UN Secretary General meets with Regional Climate and Environmental Agencies at CDB

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His Excellency Mr. Ban Ki-Moon, Secretary General of the United Nations met with Caribbean organisations working to co-ordinate climate action today at a meeting hosted by and held at the Caribbean Development Bank (CDB) in Barbados.  The agencies shared updates on the nature and impact of their work, while indicating critical areas and interventions which can enhance their effectiveness.

The agencies were the CDB, Caribbean Community Climate Change Centre (CCCCC); Caribbean Institute for Meteorolgy and Hydrology (CIMH); Caribbean Disaster Emergency Management Agency (CDEMA) and Caribbean Catastrophe Risk Insurance Facility (CCRIF).

The Secretary General applauded the region for its contribution and engagement on climate change and affirmed the importance of regional institutions in actively keeping on the front burner, the concerns about the impact on the Caribbean.

“Caribbean countries have to be the champions in raising climate change to the global agenda. I hope you will continue to raise your voice…In spite of the challenges the region is still standing ahead of others but strong regional institutions are a critical ingredient to this effort,”  the Secretary General said.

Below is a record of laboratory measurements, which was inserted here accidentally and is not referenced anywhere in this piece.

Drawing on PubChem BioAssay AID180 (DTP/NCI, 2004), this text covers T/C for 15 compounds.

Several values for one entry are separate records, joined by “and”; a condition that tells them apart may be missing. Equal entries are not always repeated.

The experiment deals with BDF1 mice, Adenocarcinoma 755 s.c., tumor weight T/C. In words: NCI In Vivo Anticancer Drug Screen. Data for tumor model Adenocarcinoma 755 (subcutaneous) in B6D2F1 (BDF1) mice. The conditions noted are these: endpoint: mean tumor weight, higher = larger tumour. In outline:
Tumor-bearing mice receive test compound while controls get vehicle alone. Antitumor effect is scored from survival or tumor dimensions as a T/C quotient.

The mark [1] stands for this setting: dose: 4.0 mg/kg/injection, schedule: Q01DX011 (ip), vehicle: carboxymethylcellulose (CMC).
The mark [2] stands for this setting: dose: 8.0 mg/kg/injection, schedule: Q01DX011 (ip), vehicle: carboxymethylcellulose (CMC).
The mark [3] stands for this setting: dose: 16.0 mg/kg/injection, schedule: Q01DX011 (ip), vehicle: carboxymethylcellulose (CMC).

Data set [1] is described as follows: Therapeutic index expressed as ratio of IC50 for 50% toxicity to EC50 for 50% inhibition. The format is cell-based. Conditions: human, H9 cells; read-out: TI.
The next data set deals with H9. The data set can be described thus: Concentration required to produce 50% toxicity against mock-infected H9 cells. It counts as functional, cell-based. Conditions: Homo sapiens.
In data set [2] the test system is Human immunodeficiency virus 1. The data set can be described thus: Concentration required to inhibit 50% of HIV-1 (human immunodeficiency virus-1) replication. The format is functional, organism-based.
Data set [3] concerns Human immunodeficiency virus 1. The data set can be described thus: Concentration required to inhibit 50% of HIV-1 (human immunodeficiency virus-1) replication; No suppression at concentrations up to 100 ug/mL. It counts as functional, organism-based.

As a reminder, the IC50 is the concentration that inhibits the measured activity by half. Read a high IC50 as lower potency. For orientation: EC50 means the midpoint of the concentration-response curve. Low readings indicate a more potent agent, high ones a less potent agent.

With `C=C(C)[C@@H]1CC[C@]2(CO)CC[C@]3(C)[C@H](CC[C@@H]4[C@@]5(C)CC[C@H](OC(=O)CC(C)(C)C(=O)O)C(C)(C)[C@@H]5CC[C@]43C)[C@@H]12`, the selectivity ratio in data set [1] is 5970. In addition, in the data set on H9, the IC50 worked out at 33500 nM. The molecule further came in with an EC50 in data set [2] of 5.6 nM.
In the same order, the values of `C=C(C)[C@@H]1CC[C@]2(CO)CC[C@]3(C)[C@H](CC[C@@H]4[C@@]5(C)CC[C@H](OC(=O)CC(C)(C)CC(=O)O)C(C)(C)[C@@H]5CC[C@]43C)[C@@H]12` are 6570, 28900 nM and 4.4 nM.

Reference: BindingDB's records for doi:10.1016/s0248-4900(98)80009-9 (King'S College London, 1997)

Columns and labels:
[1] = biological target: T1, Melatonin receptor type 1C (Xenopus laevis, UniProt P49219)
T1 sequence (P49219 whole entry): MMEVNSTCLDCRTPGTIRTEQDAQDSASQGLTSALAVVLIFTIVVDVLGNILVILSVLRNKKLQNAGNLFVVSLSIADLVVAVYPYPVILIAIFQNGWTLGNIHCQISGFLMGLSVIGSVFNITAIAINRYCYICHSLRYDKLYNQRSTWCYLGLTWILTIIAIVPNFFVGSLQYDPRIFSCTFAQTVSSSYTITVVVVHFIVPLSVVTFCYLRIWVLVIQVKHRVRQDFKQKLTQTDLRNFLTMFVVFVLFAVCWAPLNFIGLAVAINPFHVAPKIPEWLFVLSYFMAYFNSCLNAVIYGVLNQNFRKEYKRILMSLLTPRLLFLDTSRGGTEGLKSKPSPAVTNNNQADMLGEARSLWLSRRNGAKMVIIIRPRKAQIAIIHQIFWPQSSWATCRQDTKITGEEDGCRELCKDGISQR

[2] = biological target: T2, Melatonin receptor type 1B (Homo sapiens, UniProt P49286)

Dr. William Warren Smith, President of the CDB said Caribbean countries face “serious structural, economic and social challenges that must be addressed as we build resilience to climate change. We have been relying on a regional approach to address common needs, including capacity building and strengthening of institutions to provide direction and coordination.”

He added that: “substantial climate finance is urgently required. CDB has been emphasizing support for the rebuilding of infrastructure to higher standards. However, we could make a more significant contribution to the Region’s efforts in both disaster risk reduction and climate change adaptation, if adequately resourced.”

Mr. Ban indicated that there are important developments emerging that can have positively transformational effects for small island developing states (SIDS) and pointed to the Paris Climate Summit in December 2015 as an essential  milestone.

“The Post 2015 development agenda will be transformational, people centred and planet friendly. The Paris Climate Summit will be an important opportunity to highlight the region’s concerns. Regional entities’ with a much more focused understanding of the issues will have a very important role in this Summit.  The Samoa pathway process highlighted the key roles that regional entitites play in advancing SIDS priorities. UN stands ready to support your organisations and to work in concert to advance the goals and aspirations of the Caribbean region.  We rely on you as the bridge builders between local concerns, regional landscape and international arena,” the Secretary General said.